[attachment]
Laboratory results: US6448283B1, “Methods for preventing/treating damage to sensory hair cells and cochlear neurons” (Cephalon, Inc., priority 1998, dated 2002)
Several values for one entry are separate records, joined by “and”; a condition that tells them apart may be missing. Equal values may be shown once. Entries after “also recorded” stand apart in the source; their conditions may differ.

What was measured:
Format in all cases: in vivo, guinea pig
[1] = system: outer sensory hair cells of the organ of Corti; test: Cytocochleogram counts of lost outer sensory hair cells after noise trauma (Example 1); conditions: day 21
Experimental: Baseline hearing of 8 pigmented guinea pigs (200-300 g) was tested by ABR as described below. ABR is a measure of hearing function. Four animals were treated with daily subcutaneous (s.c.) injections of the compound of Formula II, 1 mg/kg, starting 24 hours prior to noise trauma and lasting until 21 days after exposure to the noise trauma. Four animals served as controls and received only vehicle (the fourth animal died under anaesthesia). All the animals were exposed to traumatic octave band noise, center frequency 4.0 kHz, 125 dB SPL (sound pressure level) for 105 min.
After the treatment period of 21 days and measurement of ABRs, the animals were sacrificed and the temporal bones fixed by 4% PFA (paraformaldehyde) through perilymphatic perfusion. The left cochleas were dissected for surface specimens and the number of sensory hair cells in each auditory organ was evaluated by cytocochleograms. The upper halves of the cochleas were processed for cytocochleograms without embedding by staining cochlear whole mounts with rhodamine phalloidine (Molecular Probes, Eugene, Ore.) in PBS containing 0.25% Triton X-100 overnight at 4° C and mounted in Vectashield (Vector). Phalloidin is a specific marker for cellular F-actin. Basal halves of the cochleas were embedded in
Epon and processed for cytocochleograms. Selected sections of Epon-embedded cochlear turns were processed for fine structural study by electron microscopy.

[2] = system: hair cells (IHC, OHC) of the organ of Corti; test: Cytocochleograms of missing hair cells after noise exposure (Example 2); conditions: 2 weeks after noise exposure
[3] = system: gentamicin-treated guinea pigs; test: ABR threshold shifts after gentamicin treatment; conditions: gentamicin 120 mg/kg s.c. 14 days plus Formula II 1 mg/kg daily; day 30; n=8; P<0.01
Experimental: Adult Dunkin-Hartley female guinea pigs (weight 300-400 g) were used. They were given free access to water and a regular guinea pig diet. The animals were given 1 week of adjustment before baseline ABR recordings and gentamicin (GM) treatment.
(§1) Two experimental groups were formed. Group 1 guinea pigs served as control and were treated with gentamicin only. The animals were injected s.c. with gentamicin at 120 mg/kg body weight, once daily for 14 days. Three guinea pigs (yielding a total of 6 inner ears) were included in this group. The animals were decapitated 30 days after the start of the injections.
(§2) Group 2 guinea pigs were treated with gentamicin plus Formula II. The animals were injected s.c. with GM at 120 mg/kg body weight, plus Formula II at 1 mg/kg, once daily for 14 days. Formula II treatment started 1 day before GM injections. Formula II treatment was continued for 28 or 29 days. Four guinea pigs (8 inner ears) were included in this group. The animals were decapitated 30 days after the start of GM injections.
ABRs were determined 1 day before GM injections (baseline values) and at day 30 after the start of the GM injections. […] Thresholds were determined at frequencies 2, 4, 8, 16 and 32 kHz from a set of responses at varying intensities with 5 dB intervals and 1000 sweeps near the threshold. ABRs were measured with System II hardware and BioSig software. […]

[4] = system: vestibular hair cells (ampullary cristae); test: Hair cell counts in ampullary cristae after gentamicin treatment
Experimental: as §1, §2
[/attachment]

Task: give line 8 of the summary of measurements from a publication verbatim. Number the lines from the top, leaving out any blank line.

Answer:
Epon and processed for cytocochleograms. Selected sections of Epon-embedded cochlear turns were processed for fine structural study by electron microscopy.